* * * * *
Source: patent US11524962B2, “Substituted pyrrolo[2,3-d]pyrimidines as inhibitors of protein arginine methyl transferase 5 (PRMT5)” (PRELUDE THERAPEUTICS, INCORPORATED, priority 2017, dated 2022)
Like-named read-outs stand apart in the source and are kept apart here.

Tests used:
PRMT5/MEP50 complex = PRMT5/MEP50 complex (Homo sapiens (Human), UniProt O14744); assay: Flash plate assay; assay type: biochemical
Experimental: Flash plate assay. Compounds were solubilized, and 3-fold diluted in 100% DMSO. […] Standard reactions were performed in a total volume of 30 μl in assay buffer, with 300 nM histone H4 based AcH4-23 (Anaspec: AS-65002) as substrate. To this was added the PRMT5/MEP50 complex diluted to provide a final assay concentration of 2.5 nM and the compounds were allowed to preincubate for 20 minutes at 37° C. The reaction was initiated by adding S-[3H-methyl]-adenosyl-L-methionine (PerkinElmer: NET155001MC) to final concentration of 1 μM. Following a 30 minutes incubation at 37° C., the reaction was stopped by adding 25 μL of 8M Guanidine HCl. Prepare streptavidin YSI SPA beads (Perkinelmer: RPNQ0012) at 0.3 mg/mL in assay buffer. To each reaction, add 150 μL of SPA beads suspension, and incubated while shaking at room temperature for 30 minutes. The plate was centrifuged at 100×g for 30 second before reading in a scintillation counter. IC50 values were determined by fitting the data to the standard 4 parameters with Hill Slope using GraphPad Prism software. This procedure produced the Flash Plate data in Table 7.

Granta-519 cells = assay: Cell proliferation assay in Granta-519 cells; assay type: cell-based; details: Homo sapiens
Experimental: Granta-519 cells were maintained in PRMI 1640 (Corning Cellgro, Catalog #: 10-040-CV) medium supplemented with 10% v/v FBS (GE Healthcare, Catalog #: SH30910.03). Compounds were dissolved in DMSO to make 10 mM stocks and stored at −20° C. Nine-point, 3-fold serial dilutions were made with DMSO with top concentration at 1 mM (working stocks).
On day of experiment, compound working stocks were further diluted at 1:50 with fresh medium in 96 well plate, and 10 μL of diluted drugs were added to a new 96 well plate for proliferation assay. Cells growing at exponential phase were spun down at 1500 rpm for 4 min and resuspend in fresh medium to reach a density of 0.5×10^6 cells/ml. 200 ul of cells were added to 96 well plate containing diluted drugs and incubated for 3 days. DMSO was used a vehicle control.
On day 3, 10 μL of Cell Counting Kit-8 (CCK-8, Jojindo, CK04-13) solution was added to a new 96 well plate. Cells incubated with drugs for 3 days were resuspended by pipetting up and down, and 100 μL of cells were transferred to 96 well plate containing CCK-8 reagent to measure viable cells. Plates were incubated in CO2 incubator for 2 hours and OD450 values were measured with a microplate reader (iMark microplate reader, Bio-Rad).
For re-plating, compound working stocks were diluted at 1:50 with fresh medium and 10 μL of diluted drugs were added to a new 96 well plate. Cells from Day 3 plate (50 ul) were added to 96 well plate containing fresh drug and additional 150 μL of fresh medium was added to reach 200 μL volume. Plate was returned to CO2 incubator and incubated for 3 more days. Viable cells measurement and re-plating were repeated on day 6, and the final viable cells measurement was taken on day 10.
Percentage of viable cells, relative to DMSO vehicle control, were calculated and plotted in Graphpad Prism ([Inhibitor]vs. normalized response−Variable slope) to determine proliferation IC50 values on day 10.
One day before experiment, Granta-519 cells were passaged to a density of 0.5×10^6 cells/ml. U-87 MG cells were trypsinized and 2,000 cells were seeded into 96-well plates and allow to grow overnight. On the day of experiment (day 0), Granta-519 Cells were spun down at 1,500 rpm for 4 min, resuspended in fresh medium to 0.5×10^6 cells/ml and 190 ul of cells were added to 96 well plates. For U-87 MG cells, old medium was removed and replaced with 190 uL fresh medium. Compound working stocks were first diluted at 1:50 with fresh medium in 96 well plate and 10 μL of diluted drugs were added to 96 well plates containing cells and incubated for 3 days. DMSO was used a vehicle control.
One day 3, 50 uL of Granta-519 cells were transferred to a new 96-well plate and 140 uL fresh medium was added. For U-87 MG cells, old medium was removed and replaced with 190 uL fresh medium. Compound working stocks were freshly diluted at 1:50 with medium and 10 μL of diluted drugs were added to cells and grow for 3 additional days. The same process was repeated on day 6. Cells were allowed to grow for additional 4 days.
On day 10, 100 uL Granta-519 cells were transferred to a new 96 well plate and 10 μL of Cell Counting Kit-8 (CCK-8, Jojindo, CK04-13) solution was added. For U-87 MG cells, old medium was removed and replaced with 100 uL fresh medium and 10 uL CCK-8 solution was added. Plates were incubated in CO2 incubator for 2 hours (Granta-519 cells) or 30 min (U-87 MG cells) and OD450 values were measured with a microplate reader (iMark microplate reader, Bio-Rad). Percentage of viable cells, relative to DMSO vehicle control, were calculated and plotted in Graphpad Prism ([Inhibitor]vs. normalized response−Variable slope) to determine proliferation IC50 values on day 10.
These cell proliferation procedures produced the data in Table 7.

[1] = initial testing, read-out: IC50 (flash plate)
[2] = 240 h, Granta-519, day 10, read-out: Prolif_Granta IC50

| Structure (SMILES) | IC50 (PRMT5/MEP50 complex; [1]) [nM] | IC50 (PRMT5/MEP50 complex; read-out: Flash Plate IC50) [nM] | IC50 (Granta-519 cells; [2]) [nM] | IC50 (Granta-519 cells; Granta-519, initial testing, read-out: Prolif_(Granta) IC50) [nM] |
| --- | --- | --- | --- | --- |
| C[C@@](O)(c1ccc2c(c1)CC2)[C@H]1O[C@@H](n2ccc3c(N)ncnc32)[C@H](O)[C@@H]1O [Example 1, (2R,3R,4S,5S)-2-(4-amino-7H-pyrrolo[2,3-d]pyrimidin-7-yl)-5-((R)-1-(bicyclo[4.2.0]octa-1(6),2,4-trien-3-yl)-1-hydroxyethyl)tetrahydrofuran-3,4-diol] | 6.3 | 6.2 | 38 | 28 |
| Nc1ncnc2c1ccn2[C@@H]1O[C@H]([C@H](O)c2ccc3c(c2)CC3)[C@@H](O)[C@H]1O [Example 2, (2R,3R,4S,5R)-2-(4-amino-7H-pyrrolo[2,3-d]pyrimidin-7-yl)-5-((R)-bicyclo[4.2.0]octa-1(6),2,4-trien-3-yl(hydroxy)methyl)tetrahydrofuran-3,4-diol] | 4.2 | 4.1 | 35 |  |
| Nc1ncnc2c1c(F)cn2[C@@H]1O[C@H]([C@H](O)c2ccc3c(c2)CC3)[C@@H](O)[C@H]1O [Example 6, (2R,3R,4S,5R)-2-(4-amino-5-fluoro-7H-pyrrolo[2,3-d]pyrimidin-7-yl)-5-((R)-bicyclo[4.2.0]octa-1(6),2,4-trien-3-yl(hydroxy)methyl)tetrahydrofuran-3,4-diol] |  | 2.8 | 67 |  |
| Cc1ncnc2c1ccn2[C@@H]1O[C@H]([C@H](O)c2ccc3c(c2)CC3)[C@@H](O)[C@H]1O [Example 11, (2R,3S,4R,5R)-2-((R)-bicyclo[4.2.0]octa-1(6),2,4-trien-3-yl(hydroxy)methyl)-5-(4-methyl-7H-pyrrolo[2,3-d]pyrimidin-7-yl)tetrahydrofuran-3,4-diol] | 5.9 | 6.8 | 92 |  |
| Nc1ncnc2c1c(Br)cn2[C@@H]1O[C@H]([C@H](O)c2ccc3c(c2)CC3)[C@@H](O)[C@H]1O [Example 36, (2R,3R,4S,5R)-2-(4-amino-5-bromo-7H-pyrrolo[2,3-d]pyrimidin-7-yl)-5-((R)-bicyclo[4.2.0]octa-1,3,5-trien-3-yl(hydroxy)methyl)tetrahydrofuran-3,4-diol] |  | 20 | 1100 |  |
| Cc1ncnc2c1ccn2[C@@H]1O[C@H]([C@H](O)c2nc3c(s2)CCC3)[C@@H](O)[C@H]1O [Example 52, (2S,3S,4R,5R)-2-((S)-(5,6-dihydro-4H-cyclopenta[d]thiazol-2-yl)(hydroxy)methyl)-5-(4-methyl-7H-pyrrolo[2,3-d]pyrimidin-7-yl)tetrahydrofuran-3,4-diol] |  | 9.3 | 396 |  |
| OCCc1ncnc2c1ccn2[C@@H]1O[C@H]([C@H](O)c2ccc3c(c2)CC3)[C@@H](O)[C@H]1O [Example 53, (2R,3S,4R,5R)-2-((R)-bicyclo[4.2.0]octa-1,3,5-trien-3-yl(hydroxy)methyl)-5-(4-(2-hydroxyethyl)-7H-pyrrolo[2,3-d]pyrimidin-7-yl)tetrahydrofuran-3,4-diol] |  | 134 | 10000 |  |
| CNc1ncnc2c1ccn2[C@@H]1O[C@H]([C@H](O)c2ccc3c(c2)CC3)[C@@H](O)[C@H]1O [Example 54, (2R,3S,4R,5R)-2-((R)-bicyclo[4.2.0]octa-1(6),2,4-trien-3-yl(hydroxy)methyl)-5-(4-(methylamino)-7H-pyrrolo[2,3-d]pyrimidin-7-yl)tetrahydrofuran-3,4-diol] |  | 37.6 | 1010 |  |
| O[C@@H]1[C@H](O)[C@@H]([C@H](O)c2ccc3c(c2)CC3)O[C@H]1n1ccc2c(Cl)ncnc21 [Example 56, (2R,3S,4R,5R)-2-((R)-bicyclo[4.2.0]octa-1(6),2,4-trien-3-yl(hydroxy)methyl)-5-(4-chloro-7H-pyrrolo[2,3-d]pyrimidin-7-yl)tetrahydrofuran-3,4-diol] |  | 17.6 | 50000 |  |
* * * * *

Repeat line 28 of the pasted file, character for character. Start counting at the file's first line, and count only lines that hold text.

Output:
| O[C@@H]1[C@H](O)[C@@H]([C@H](O)c2ccc3c(c2)CC3)O[C@H]1n1ccc2c(Cl)ncnc21 [Example 56, (2R,3S,4R,5R)-2-((R)-bicyclo[4.2.0]octa-1(6),2,4-trien-3-yl(hydroxy)methyl)-5-(4-chloro-7H-pyrrolo[2,3-d]pyrimidin-7-yl)tetrahydrofuran-3,4-diol] |  | 17.6 | 50000 |  |